By Lee Hedgepeth
Alabama Political Reporter
Yesterday was Higher Education Day at the State House, a day when students from colleges and universities across the State come together for a rally at the Capitol to lobby for their share of the Education Trust Fund budget.
Hundreds of students attended the event, with crowds filling not only the State House steps, but much of both Union Street and the hillside area across the way, in front of the Capitol building.
Guests including Governor Bentley and Lieutenant Governor Kay Ivey were in attendance to speak about the importance of higher education and their commitment to colleges and universities throughout Alabama.
One very issue that continually arose was funding cuts that have appeared in early ETF budget drafts for Alabama State University to the tune of over ten million dollars. These cuts, which account for more than ninety percent of all cuts to higher education in the State, were passed late yesterday by the Senate as part of the Education Trust Fund budget bill.
In the bill the Senate approved, Alabama State University was appropriated a little over 31 million dollars, down 10.8 million dollars from this year’s $41,500,000.
Representative John Knight (D-Montgomery) released a statement condemning the proposed cuts to ASU’s budget:
“Alabama State University has come too far to allow the chairman of the Senate Education Committee to destroy our university. He has proposed ten times more cuts to Alabama State University than all the other universities in the state of Alabama combined. We have never asked for special treatment, but we absolutely demand fair treatment. I urge reasonable minds on the Republican side of the aisle to prevail. For me, this is personal…They will pass this budget in the House when they pry my cold, dead hands off of the microphone, as I will fight this injustice until the bitter end.”
Governor Bentley has maintained that he did not request the reduction in funds, and says they are not appropriate.
At the Higher Education Day rally, Governor Bentley addressed a group of Alabama State University students gathered directly in front of him holding signs with slogans like “Save My ASU” and “Students Over Politics.”
“ASU – you have your signs up – I want you to know, students, I am on your side and I’ve been on your side,” the Governor said. “We have a great new president of ASU and she is doing a fantastic job, and we’re going to work with her to make your university the best it can be.”
Many have pointed to the formal forensic audit that has been methodically taking place on ASU’s finances, which was put in motion at the direction of the Governor and the Alabama Attorney General, as the underlying motivation for the cuts. Indeed, Senator Trip Pittman, R-Daphne, who is chair of the Senate ETF Ways and Means Committee, had said that Dr. Boyd, the new ASU president, agreed to the cuts as a means of motivating fiscal reform at the school.
Dr.Boyd, though, denies that she agreed to these cuts, and called them an “attack,” saying,
“Let me be very clear. I unequivocally did not agree to a $10 million cut to Alabama State University’s budget! In my meeting with Senator Pittman, he informed me there would be reductions across the board in the education budget. At no time did he inform me there would be a $10 million cut to ASU’s budget. This cut is an attack on the students, faculty and staff of our University. I am grateful that Gov. Bentley has publicly supported me, Alabama State University and most importantly, our students by agreeing to reinstate the $10 million back into ASU’s budget.”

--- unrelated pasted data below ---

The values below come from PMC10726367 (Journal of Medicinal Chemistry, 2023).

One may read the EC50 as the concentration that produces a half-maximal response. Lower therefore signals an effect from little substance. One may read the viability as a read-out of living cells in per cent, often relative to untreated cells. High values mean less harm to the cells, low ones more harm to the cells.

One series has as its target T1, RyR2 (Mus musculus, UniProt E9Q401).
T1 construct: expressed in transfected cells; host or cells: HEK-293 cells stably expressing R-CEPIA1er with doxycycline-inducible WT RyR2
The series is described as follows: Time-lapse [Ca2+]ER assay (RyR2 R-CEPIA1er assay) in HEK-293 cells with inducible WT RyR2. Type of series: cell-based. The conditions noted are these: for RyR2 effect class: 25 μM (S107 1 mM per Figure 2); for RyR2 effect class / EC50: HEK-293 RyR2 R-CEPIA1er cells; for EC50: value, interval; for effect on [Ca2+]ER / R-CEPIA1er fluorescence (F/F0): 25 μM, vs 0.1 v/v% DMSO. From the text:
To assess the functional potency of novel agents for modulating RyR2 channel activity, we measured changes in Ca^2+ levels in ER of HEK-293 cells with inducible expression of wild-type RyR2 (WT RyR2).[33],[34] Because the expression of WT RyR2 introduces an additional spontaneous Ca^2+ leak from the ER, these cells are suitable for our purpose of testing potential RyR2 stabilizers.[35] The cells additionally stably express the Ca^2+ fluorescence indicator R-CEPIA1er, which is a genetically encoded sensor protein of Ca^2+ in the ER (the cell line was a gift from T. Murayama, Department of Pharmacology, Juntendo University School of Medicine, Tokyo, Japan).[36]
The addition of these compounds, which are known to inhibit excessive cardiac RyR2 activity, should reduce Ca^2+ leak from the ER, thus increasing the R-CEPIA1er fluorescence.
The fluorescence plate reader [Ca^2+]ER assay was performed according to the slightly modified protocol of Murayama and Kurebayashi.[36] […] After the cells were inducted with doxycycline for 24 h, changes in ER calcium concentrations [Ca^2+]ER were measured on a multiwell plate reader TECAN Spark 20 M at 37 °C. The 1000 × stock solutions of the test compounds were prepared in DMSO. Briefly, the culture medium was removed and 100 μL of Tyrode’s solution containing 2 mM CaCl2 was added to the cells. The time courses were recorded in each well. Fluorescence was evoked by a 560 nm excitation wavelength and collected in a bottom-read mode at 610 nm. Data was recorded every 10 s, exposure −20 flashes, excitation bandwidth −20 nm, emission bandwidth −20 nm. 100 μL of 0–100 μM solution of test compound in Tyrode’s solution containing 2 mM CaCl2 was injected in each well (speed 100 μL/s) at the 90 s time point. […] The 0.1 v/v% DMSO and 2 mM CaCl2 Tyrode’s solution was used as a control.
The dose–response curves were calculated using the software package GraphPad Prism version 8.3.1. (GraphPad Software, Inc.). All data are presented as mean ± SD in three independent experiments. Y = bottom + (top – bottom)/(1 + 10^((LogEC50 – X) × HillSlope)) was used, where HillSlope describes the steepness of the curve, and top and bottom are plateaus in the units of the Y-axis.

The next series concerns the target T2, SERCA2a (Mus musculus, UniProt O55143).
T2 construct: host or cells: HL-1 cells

Yesterday, Governor Bentley confirmed to the Alabama Political Reporter and the rest of the press present after the rally, that something final should be coming out of the audit as early as this May, and that the information will be handed over to State and Federal investigators. He did say, though, that he is committed to getting the $10.8 million dollars to ASU reinstated, and Senator Pittman had already added language listing the funds as a “first priority” conditional, effectively passing the final decision about the cuts to the Governor.
Senator Ross, an ASU graduate, also spoke at the rally, telling students that a $10 million cut is unacceptable, and that the fight is not yet over.
When asked by the Alabama Political Reporter whether he thought the proposed funding levels were politically motivated, Senator Ross said, “Well, I thought the audit was, so who knows.”
Governor Bentley and Senator Ross’s statements to the students of ASU, and Governor Bentley’s comments after the rally can be seen here.
Below is a list of funding levels for Alabama’s colleges and universities for next fiscal year, as approved by the full Senate yesterday, along with an estimation of each institution’s current student population:
1. UAB – $254 million – 18,000 students
2. Auburn – $243 million – 30,434 students
3. Alabama – $144 million – 33,602 students
4. USA – $103 million – 15,311 students
5. Troy – $45 million – 29,689 students
6. UAH – $44 million – 5,696 students
7. A&M – $38 million – 4,496 students
8. JSU – $36 million – 9,490 students
9. ASU – $32 million – 5,125 students
10. UNA – $26 million – 7,243 students
11. Montevallo – $18 million – 3,006 students
12. UWA – $14 million – 5,157 students
13. Athens State – $11 million – 3,415 students
The Education Trust Fund budget now moves to the House for debate and a vote. It will then go to the Governor, who will make a final decision about conditional appropriations.